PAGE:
Oh, Great, Now I Need a Permanent Alibi

So apparently my physically harmless, civilly disobedient, one-man protest at the MetLife campus on June 14 has left a number of my former colleagues traumatized and fearing for their personal safety. In several sworn affidavits submitted by MetLife last week on their behalf, four of them affirmed things like like:

“…I feel targeted by Mr. Scholten and fear for my personal safety.”

“…I fear for my personal safety and the safety of my family.”

“…this post [a reference to this post], coupled with the fact that Mr. Scholten broke into MetLife and came specifically to the executive offices, cause me to fear for my safety…more importantly, I fear for the safety of the MetLife employees….”

Now, because I know for a fact that I pose absolutely no threat whatsoever to the personal safety of any human being, MetLife employee or not, at first I had serious doubts about the sincerity of these highly defamatory allegations. But in a hearing yesterday at the Wake County Courthouse in Raleigh I had the chance to face three of my accusers, and after watching them testify I must say that I now have no doubt whatsoever that these folks are frightened.

My sister had come with me to the hearing and the two of us did what we could to reassure them that I am harmless and that they are safe, but in the end it was all for nothing because the District Judge granted MetLife’s request for a 1-year No Contact Order Pursuant to the Workplace Violence Prevention Act which imposes on me a long and fundamentally useless list of restrictions that…

1. Cannot possibly make me any more harmless than I already am.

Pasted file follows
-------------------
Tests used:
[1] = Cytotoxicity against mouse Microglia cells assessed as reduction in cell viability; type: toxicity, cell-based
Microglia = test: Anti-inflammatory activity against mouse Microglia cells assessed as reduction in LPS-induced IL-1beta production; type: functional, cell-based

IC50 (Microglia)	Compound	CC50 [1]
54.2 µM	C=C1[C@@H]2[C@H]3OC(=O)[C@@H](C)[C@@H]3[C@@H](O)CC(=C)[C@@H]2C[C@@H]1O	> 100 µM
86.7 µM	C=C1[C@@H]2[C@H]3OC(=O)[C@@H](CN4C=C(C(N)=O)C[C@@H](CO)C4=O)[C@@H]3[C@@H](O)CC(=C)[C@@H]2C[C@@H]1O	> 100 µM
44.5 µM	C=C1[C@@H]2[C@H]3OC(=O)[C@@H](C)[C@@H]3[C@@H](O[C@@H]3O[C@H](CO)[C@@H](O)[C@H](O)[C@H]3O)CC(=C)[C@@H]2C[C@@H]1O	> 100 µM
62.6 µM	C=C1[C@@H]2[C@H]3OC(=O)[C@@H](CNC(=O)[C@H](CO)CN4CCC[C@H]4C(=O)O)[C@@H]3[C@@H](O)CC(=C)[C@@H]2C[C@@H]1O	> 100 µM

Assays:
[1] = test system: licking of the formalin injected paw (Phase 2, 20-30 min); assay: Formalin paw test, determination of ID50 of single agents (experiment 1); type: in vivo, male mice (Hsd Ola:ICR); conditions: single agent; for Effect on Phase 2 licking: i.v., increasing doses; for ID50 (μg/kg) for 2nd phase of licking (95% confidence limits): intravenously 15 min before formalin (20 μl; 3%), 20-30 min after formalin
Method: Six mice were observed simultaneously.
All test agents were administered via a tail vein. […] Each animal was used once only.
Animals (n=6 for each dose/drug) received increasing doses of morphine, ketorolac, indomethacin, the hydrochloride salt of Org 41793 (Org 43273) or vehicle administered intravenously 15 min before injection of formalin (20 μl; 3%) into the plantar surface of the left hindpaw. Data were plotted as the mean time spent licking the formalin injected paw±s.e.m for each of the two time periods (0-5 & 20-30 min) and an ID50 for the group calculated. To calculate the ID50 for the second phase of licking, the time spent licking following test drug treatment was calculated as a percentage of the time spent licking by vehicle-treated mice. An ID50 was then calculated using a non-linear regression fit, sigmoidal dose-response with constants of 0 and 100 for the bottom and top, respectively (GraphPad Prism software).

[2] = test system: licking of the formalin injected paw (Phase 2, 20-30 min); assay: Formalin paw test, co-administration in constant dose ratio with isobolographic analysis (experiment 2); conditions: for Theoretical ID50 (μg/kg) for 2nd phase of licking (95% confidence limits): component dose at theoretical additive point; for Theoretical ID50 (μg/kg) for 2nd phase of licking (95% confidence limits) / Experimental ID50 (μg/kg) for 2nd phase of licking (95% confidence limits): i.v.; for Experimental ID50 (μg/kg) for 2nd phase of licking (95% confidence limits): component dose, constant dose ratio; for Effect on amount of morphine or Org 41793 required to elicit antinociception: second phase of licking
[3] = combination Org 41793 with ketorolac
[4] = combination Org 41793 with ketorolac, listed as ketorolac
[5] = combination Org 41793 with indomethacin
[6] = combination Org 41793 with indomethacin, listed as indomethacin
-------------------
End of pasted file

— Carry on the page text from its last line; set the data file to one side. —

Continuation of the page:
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Hmmm. How could we make this cute little duckling even more harmless? Image Credit: Pixabay

I am already harmless, and these restrictions won’t make me any more so. I have no history of violence; no interest in violence; I own no guns nor weaponry of any kind; nor do I know or practice any martial arts (karate, boxing, etc.). I don’t even play violent video games. Once a gun has been unloaded, disassembled, and melted down into scrap metal, really the only thing left is to cast a magic spell over it. That’s really all this No Contact Order is: just a worthless magic spell that the Judge has cast over an already harmless person in order to make him harmless.

2. Cannot possibly even make me seem anymore harmless than I already do.

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Would this gargoyle seem less frightening with a nice coat of paint? Next to some flowers? With a duckling on its head? Image Credit: Pixabay

These folks are truly frightened and confused. Of course, they’re not really frightened of me, but rather their misunderstanding of me. I am not their misunderstanding of me. Their misunderstanding of me is an imaginary bogeyman who is so deranged that he intends to harm them, and I am absolutely not that guy. But if he’s truly that deranged, then surely he won’t let some court order stop him in his blood-thirsty quest to hurt them.